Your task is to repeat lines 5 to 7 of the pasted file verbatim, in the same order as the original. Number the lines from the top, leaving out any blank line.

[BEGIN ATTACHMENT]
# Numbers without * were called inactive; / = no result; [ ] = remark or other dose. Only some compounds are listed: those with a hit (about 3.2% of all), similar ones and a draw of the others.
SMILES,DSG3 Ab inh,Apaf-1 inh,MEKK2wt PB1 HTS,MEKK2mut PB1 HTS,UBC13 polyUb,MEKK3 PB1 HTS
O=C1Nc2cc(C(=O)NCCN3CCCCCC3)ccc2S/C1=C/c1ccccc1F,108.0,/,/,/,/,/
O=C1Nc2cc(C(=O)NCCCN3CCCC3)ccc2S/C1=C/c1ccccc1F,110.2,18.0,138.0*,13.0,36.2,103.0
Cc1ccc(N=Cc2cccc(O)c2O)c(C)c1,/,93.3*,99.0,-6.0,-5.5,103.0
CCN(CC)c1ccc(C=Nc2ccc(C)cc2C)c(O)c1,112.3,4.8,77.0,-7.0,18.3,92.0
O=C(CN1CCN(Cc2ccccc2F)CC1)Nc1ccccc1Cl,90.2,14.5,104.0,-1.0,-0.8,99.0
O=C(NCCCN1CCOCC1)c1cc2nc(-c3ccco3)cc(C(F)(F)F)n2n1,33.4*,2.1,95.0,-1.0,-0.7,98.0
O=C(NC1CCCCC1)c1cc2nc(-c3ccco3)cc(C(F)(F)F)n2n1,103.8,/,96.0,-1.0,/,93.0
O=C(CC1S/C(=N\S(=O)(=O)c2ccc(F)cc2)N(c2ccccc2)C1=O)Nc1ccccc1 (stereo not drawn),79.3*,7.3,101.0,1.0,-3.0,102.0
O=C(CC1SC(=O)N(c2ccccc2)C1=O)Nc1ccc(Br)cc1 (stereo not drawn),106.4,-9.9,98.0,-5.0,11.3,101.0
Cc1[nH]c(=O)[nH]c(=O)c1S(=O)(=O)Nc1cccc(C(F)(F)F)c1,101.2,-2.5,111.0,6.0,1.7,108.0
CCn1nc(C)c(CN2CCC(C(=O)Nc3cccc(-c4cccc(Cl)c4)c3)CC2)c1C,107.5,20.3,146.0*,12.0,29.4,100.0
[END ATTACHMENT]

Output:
Cc1ccc(N=Cc2cccc(O)c2O)c(C)c1,/,93.3*,99.0,-6.0,-5.5,103.0
CCN(CC)c1ccc(C=Nc2ccc(C)cc2C)c(O)c1,112.3,4.8,77.0,-7.0,18.3,92.0
O=C(CN1CCN(Cc2ccccc2F)CC1)Nc1ccccc1Cl,90.2,14.5,104.0,-1.0,-0.8,99.0